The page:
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jerryking : exodus   10

SNC-Lavalin’s probable exodus from Canada is a national shame
MARCH 29, 2019 | The Globe and Mail | by ERIC REGULY EUROPEAN BUREAU CHIEF
LONDON.

Head offices abandon Canada in two ways – slowly or abruptly.

The slow approach sees the head office, usually after a foreign takeover, gradually lose relevance, to the point it becomes a branch plant and simply fades from view over several years. The abrupt approach, again usually after a foreign takeover, sees the head office vanish virtually overnight, as Falconbridge did a decade ago after it was snapped up by mining giant Xstrata. SNC-Lavalin Group Inc. has been slowly disappearing from Canada for years. That’s mostly SNC’s fault – it hasn’t won enough work to keep its Canadian headcount intact......SNC’s departure would come as a serious blow to Canada Inc. Since the middle part of the past decade, Canada has lost dozens of head offices as Canadian investors lunged at the prospect of fat takeover premiums. Many, perhaps most, of the foreign companies doing the buying promised to keep the Canadian head office intact. But those assurances proved to be either wildly exaggerated or outright lies.

Among the head offices that have disappeared are Alcan, Dofasco, Inco, Molson and a chunk of the Canadian oil industry. Recently, Goldcorp Inc., Canada’s second-biggest gold producer, accepted a takeover offer from Colorado’s Newmont Mining Corp., meaning that Goldcorp’s Vancouver office faces a serious downgrade.

Aside from the loss of stock market listings, the elimination of large head offices rots the country’s social fabric. Head offices provide high-paying, high-skilled jobs and create an ecosystem of spinoff jobs, from accountants and chefs to limo drivers and lawyers. Head offices bolster the financial services industry, which underwrites the bond and equity offerings and sponsors the arts and charities. When corporate headquarters disappear, so does talent.
Eric_Reguly  exodus  head_offices  sellout_culture  SNC-Lavalin  social_fabric 
march 2019 by jerryking
Jean-Jacques Susini, Right-Wing Extremist in Algeria, Dies at 83 - The New York Times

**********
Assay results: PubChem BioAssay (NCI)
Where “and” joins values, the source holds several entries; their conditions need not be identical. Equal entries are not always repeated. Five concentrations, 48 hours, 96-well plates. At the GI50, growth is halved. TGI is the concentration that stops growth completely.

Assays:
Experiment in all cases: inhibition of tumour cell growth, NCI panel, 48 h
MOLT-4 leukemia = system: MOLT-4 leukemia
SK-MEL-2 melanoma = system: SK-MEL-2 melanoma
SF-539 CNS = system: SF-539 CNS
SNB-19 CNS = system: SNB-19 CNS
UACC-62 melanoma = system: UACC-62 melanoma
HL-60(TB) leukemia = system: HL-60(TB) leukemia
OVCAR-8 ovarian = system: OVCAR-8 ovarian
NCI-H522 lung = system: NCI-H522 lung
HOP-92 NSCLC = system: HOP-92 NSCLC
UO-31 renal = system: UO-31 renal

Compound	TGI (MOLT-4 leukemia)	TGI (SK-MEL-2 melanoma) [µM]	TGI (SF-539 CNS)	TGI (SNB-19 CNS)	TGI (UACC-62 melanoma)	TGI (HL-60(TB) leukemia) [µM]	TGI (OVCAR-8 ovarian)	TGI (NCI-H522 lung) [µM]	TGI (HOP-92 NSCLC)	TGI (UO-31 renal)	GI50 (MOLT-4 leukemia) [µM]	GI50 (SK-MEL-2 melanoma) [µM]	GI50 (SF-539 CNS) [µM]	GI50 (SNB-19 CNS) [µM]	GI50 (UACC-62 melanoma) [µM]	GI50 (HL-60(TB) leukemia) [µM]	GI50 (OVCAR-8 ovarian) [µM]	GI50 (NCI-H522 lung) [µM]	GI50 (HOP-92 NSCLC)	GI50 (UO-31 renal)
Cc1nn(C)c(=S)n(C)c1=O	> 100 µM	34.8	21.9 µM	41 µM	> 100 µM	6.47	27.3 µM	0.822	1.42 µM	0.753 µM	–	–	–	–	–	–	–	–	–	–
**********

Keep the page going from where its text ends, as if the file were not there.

By RICHARD SANDOMIR JULY 14, 2017

Raoul Salan, the group’s commander, was a highly decorated French general who had turned against de Gaulle and participated in a failed military coup in Algeria in April 1961. Paul Henissart wrote in his book “Wolves in the City: The Death of French Algeria” (1970) that Mr. Susini regarded Mr. Salan as a “tactician rather than a strategist,” who was better at exploiting circumstances than creating them.

“This seemed a welcome state of affairs to Susini, whose limitless ambition was to create, himself, an entirely new set of circumstances, as part of what he believed was a revolution,” Mr. Henissart wrote......Independence finally came to Algeria in 1962, but Mr. Susini was nonetheless involved in plotting to kill de Gaulle later that year and again in 1964. Details of the first attempt — in which de Gaulle’s Citroen was raked by machine gun fire outside Paris but he was unharmed — were used by the novelist Frederick Forsyth to open his 1971 thriller, “The Day of the Jackal.” The film adapted from the novel two years later opened the same way, with de Gaulle and his motorcade attacked by gunmen.

Asked by Mr. Malye why he tried to assassinate de Gaulle even after the war in Algeria had ended, Mr. Susini said it was to hold him responsible for the massacre of people “slaughtered like rabbits” and for the exodus of one million European Algerians. Mr. Susini had separately said that the Secret Army first began plotting de Gaulle’s murder in late 1961.
'60s  Algeria  assassinations  Charles_de_Gaulle  exodus  extremism  France  obituaries  right-wing  terrorism 
july 2017 by jerryking
Small Factories Emerge as a Weapon in the Fight Against Poverty
OCT. 28, 2016 | The New York Times | By NELSON D. SCHWARTZ.

... small manufacturers like Marlin are vital if the United States is to narrow the nation’s class divide and build a society that offers greater opportunities for everyone — rich and poor, black and white, high school graduates and Ph.D.s.

“The closing of factories has taken the rungs out of the ladder for reaching the middle class in urban areas,” ....“Manufacturing jobs involve a skill base that you develop over time, and that fortifies your negotiating strength,” Mr. Johnson said. But in lower-skilled jobs, the competition is with someone who will do the same work for less. “The marketplace doesn’t give you any leverage,” he said.

Hope for Troubled Cities

Today, smaller plants are particularly important to job creation in factory work, said Scott Paul, president of the Alliance for American Manufacturing. “Megafactories are the exception today,” Mr. Paul said. “Small manufacturing is holding its own — and you are seeing some interesting developments in urban centers.”....As the sociologist William Julius Wilson has written in his classic studies, “The Truly Disadvantaged” and “When Work Disappears,” the exodus of factories from high-cost, union-dominated cities to cheaper, less union-friendly locales in the South and West in the 1960s and 1970s played a major role in the breakdown of urban cores.

“The trends among non-college-educated, white Americans today look like a lot like the trends among black Americans in the 1970s that so worried policy makers and social scientists,” said David Autor, a professor of economics at M.I.T., who researches the connections among trade, labor and employment. “You see it in the falling labor force participation, the decline of traditional family structure, crime and poverty. It’s all there.”...